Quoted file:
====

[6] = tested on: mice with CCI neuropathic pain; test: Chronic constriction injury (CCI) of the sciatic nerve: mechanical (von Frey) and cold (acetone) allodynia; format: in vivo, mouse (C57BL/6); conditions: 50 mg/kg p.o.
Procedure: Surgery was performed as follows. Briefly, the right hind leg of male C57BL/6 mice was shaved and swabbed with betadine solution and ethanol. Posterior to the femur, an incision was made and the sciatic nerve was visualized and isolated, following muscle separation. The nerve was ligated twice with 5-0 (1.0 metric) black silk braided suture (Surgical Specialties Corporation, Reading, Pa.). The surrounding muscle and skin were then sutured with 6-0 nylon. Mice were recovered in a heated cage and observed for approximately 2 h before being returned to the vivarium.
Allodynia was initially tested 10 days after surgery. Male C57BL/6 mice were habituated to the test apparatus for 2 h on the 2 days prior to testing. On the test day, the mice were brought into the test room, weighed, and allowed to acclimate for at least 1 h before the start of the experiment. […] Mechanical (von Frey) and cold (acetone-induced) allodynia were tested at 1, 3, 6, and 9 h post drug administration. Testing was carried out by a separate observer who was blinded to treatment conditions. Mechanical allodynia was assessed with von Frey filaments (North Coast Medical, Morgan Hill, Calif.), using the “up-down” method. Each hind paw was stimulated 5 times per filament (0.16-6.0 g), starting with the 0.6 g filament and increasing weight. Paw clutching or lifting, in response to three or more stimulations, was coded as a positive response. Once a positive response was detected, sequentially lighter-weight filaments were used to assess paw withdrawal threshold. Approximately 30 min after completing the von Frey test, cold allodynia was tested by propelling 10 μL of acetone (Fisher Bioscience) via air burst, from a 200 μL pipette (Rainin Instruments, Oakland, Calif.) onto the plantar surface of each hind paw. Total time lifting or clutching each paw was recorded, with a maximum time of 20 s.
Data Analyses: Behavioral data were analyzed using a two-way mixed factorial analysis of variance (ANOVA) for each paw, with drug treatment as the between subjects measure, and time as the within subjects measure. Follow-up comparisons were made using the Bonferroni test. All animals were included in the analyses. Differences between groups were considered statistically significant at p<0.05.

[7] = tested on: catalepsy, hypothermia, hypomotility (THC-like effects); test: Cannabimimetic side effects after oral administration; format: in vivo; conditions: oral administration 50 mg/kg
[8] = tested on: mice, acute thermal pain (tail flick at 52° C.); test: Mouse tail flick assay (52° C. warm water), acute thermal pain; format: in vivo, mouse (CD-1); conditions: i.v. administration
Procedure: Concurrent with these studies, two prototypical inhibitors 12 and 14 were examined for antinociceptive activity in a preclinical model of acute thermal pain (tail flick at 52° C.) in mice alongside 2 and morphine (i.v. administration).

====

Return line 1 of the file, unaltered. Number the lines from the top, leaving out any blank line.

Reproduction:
[6] = tested on: mice with CCI neuropathic pain; test: Chronic constriction injury (CCI) of the sciatic nerve: mechanical (von Frey) and cold (acetone) allodynia; format: in vivo, mouse (C57BL/6); conditions: 50 mg/kg p.o.